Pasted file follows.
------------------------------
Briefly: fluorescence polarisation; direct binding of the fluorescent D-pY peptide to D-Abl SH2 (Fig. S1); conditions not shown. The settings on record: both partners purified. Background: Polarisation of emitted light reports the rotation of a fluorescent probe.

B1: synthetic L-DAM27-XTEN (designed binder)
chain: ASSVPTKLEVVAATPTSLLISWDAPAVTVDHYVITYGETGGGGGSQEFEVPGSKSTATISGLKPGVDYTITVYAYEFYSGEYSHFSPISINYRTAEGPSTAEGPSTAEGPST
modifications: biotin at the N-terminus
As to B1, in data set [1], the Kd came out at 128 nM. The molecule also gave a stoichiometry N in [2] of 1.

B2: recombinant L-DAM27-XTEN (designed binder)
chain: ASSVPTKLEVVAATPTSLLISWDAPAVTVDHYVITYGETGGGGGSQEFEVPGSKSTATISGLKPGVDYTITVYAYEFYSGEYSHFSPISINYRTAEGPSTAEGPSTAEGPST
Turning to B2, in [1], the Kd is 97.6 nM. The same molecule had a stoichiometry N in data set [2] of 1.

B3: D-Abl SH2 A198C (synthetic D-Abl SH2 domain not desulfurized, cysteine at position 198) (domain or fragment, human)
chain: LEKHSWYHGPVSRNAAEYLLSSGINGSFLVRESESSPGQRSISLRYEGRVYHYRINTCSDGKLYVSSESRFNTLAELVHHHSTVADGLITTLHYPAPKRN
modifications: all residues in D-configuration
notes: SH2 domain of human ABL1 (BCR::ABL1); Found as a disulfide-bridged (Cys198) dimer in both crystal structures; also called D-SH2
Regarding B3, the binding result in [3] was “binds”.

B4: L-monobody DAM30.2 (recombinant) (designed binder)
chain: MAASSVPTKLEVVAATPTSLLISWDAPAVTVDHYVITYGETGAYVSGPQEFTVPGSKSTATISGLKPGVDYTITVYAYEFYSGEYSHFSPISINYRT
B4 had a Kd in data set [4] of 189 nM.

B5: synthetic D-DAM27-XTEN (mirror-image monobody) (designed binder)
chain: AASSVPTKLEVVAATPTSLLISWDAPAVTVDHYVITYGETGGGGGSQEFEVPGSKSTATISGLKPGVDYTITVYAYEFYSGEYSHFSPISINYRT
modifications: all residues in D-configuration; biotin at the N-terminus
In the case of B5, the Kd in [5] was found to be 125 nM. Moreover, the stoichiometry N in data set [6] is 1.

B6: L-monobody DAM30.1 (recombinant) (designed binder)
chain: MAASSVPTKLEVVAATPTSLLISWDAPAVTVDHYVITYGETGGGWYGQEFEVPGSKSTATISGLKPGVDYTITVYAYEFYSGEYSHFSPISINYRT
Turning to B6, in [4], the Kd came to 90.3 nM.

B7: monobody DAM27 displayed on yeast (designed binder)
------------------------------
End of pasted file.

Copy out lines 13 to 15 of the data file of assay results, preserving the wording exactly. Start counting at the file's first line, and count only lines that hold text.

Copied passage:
Regarding B3, the binding result in [3] was “binds”.

B4: L-monobody DAM30.2 (recombinant) (designed binder)
chain: MAASSVPTKLEVVAATPTSLLISWDAPAVTVDHYVITYGETGAYVSGPQEFTVPGSKSTATISGLKPGVDYTITVYAYEFYSGEYSHFSPISINYRT